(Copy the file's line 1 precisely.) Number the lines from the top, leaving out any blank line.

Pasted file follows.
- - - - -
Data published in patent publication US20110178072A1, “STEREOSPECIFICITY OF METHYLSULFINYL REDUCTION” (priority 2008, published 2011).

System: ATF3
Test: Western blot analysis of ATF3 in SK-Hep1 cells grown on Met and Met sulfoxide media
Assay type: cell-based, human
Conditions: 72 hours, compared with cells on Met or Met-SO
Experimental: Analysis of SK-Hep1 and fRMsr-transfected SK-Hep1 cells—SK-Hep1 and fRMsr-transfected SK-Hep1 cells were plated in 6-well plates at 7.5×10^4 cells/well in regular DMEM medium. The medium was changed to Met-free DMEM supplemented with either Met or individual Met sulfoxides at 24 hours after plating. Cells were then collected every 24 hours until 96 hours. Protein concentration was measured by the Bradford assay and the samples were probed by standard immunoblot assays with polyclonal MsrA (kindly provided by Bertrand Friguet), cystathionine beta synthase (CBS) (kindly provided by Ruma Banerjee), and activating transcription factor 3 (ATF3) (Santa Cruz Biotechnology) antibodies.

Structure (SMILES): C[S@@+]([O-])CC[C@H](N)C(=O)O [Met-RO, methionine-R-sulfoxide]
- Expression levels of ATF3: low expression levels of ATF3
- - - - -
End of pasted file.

Data published in patent publication US20110178072A1, “STEREOSPECIFICITY OF METHYLSULFINYL REDUCTION” (priority 2008, published 2011).